The use of 3D-printed electrodes could lead to cheaper batteries

By TechThop Team

Posted on: 21 Aug, 2022

A 3D printer and hard carbon microlattices were used to produce sodium-ion batteries by researchers at Tohoku University.

The researchers suggest they could use these new, easily fabricated, high-performance carbon microlattice electrodes to make cheaper, sodium ion-powered batteries.

Smartphones, electric cars, and many electronic devices use lithium-ion batteries because of their durability, high performance, and energy storage.

While these batteries are cost-effective, metal reserves are rapidly depleting, and their extraction can be harmful to the environment. In order to reduce battery manufacturing costs, researchers hope to unlock the potential of sodium ions, which are more widely available.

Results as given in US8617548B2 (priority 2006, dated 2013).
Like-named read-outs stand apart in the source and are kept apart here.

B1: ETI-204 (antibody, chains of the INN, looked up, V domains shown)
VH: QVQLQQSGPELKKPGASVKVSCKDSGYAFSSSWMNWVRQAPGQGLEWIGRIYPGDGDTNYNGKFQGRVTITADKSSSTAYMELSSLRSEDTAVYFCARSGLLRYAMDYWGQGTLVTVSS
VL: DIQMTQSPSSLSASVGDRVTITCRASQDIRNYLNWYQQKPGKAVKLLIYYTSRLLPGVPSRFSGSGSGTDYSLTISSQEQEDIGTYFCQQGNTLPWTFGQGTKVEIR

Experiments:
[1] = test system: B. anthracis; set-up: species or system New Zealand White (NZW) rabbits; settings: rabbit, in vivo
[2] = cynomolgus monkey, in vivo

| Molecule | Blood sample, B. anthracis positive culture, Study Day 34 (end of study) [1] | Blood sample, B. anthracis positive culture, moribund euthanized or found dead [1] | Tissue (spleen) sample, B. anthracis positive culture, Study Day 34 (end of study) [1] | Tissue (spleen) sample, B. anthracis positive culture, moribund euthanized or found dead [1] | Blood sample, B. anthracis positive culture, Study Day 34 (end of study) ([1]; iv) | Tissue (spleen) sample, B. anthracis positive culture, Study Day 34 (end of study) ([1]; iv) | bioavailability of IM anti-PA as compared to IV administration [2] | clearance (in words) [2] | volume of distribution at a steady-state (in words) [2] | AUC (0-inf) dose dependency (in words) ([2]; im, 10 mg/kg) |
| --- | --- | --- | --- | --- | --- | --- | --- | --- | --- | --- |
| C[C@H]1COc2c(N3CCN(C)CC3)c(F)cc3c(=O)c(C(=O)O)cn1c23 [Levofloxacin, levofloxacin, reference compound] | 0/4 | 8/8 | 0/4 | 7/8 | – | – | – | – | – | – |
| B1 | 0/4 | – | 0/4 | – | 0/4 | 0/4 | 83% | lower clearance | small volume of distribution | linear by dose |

By increasing the loaded amount of active materials used to make a battery into a single battery cell, Taku Akira Kudo, a Ph.D. student at the University of California Los Angeles, and Yuto Katsuyama are trying to develop high-performance, low-cost batteries.

By reducing the inactive materials used to bind multiple cells together, the battery size can be compacted and costs can be reduced.

This would require the fabrication of thicker electrodes, which would restrict ion movement and thus electric charge within the battery. Kudo and his team have developed an approach for fabricating micro-architected, high-performance negatively chargedĀ  electrodes.

Microlattice structures made from resin were printed using 3D stereolithography. Through pyrolysis, the microlattices are then carbonized and shrunk.

The resulting anode transports energy-generating ions quickly, reduces the battery's size, and reduces manufacturing costs.

In addition to all these improvements, the researchers also refined the lattice structure, which improved its performance. Kudo says sodium-ion batteries could eventually outperform lithium-ion batteries as 3D printers gain more resolution.

In the next step, the team aims to make positively charged electrodes using the same approach. In the end, these electrodes will be used to make cost-effective, high-performance sodium-ion batteries.

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